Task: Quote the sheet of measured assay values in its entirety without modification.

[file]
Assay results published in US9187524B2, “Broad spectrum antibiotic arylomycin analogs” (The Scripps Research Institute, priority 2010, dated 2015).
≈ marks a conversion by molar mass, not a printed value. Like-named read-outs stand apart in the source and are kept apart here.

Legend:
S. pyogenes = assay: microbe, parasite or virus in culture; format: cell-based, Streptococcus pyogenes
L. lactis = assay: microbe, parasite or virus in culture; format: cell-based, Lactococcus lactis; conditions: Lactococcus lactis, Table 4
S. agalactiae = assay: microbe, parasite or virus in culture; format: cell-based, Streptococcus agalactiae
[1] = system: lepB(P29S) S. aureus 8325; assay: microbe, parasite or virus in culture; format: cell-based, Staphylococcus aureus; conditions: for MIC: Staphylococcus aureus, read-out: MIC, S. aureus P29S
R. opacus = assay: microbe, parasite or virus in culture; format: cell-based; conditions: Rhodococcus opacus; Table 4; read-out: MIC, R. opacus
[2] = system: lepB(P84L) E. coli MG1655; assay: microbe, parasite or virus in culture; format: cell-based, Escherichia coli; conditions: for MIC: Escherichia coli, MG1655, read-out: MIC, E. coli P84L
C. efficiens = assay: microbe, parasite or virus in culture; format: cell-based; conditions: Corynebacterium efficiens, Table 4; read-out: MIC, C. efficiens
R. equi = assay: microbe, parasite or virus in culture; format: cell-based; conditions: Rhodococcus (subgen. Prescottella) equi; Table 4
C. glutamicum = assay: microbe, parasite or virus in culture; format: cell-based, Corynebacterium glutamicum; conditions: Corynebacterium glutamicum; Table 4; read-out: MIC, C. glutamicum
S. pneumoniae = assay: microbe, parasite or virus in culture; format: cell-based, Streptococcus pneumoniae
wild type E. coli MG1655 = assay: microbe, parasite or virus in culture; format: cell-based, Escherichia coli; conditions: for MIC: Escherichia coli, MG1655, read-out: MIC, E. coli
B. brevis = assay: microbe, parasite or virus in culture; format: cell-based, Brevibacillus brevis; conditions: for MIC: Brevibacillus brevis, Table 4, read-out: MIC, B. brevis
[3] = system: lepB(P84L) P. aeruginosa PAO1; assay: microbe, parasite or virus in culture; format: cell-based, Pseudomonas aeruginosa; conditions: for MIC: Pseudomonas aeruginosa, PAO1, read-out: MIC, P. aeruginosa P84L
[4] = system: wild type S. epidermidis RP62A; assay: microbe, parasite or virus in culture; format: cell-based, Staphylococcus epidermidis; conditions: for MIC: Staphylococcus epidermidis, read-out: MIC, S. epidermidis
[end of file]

Assay results published in US9187524B2, “Broad spectrum antibiotic arylomycin analogs” (The Scripps Research Institute, priority 2010, dated 2015).
≈ marks a conversion by molar mass, not a printed value. Like-named read-outs stand apart in the source and are kept apart here.

Legend:
S. pyogenes = assay: microbe, parasite or virus in culture; format: cell-based, Streptococcus pyogenes
L. lactis = assay: microbe, parasite or virus in culture; format: cell-based, Lactococcus lactis; conditions: Lactococcus lactis, Table 4
S. agalactiae = assay: microbe, parasite or virus in culture; format: cell-based, Streptococcus agalactiae
[1] = system: lepB(P29S) S. aureus 8325; assay: microbe, parasite or virus in culture; format: cell-based, Staphylococcus aureus; conditions: for MIC: Staphylococcus aureus, read-out: MIC, S. aureus P29S
R. opacus = assay: microbe, parasite or virus in culture; format: cell-based; conditions: Rhodococcus opacus; Table 4; read-out: MIC, R. opacus
[2] = system: lepB(P84L) E. coli MG1655; assay: microbe, parasite or virus in culture; format: cell-based, Escherichia coli; conditions: for MIC: Escherichia coli, MG1655, read-out: MIC, E. coli P84L
C. efficiens = assay: microbe, parasite or virus in culture; format: cell-based; conditions: Corynebacterium efficiens, Table 4; read-out: MIC, C. efficiens
R. equi = assay: microbe, parasite or virus in culture; format: cell-based; conditions: Rhodococcus (subgen. Prescottella) equi; Table 4
C. glutamicum = assay: microbe, parasite or virus in culture; format: cell-based, Corynebacterium glutamicum; conditions: Corynebacterium glutamicum; Table 4; read-out: MIC, C. glutamicum
S. pneumoniae = assay: microbe, parasite or virus in culture; format: cell-based, Streptococcus pneumoniae
wild type E. coli MG1655 = assay: microbe, parasite or virus in culture; format: cell-based, Escherichia coli; conditions: for MIC: Escherichia coli, MG1655, read-out: MIC, E. coli
B. brevis = assay: microbe, parasite or virus in culture; format: cell-based, Brevibacillus brevis; conditions: for MIC: Brevibacillus brevis, Table 4, read-out: MIC, B. brevis
[3] = system: lepB(P84L) P. aeruginosa PAO1; assay: microbe, parasite or virus in culture; format: cell-based, Pseudomonas aeruginosa; conditions: for MIC: Pseudomonas aeruginosa, PAO1, read-out: MIC, P. aeruginosa P84L
[4] = system: wild type S. epidermidis RP62A; assay: microbe, parasite or virus in culture; format: cell-based, Staphylococcus epidermidis; conditions: for MIC: Staphylococcus epidermidis, read-out: MIC, S. epidermidis